Homebuilding and Remodeling Industry Is Recovering but Hurdles to Full Recovery Persist
WASHINGTON, DC – This morning, the Subcommittee on Commerce, Manufacturing, and Trade, chaired by Rep. Lee Terry (R-NE), held the fourth hearing in its Our Nation of Builders series with a focus on the state of America’s homebuilding sector. The subcommittee heard from senior executives representing different businesses in the homebuilding industry about the challenges they face and opportunities for increasing growth and job creation.
“Today we heard from the homebuilding industry about how we can help create the organic environment they need to keep building and creating good paying jobs while building affordable housing for Americans,” said Terry. “This is a nonpartisan issue. Not only will creating this environment foster job creation, but it will also help manufacturers to build the next generation of more energy efficient, more affordable and safer homes.”
After the Great Recession, the housing market in the United States has slowly recovered and the forecast for the homebuilding industry is looking brighter. But while the industry is rebounding, there remain many barriers preventing a full-scale recovery of this important sector of our economy, including overregulation, a lack of skilled workers, and an unfair tax code.
Rick Judson, Chairman of the National Association of Home Builders, explained that the nation’s housing markets are beginning to see growth but “economic and policy headwinds remain that have slowed builders’ ability to build and prospective home buyers’ ability to make a home purchase.” He added, “If these headwinds are reduced, then housing’s contribution to economic growth would be larger and the overall economic recovery more robust.”
George Kubat, President and CEO of Phillips Manufacturing, testified that excessive regulatory bureaucracy is hindering the ability of small business manufacturers to succeed. “Certainly there is a need for regulation and governance over manufacturing practices for many reasons including employee safety, equality of treatment, environmental, immigration, health care, taxes, and many more but it can’t possibly make sense for a relatively simple metal manufacturing business like Phillips Manufacturing to work through thirteen federal agencies and dozens of state and local agencies,” said Kubat. “As difficult and expensive as compliance is for Phillips, it has to be impossible for the smallest of manufacturers.”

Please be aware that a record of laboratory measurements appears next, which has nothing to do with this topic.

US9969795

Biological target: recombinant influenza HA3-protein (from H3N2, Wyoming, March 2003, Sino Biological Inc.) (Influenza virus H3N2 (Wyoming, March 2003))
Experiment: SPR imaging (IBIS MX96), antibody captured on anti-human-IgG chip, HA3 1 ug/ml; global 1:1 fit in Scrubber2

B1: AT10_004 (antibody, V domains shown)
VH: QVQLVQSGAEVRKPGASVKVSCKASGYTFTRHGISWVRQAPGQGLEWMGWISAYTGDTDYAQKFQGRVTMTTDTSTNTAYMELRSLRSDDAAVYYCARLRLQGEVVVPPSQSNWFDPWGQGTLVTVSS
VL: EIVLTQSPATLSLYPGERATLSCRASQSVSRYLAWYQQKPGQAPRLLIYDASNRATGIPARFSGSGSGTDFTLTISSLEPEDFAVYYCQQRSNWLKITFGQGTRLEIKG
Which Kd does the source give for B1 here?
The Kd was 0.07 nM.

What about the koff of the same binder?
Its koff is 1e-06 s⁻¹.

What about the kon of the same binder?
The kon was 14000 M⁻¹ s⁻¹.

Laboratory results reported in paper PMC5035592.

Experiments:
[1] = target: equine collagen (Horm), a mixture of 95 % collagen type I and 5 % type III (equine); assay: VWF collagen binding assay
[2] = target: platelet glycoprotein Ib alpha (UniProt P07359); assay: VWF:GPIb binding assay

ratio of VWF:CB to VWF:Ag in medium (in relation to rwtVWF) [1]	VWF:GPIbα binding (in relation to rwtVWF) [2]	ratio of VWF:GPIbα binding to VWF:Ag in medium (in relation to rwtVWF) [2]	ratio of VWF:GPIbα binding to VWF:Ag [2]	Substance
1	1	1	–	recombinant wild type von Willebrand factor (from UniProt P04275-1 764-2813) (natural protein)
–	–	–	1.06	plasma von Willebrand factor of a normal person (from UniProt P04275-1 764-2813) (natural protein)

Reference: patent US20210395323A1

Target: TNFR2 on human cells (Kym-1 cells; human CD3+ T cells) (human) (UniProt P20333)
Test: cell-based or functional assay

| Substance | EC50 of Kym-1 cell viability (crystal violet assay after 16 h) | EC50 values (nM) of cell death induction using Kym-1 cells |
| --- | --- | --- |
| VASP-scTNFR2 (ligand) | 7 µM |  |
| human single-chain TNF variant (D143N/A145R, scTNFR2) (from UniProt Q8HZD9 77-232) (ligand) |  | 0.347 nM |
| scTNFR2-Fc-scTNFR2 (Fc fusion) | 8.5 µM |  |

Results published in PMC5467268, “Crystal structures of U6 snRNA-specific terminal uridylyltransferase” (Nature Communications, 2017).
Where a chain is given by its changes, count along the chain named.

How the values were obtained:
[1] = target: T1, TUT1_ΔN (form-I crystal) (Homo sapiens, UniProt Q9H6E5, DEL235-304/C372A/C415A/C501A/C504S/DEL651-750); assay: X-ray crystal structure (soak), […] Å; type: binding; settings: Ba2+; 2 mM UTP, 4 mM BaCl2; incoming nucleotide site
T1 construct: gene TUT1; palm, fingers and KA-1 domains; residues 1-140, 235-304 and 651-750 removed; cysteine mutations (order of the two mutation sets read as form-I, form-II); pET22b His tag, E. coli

William Shaw, Founder of William Shaw and Associates, a design, remodeling, and building company, called for more reasonable regulations, expressing, “Remodelers have an acute understanding of how the federal government’s regulatory process impacts real-world small businesses. Many of these regulations have made it significantly more difficult for us to do business and hamper job creation. Housing serves as a great example of an industry that would benefit from smarter and more sensible regulation.”
Edward Martin, President and CEO for the Tilson Home Corporation, highlighted how skilled worker shortages are afflicting the homebuilding sector due to a lack of vocational training. “At Tilson Home, we are experiencing comparable labor shortages across various labor categories. Framing, flooring, and roofing trades experience the most acute shortages in our business, although there is certainly a clear need for more workers in the HVAC, plumbing, and electrical industries,” said Martin. “Because of the inability of our contractors to hire qualified labor, we are experiencing significant delays.”
“We have had over 35 witnesses testify at our manufacturing hearings and many of the themes and issues have been recurrent,” said Chairman Terry. “It’s time we start listening to what these folks are telling us, and start looking at ways we can take their advice, address their concerns and help them help Americans get back to work.”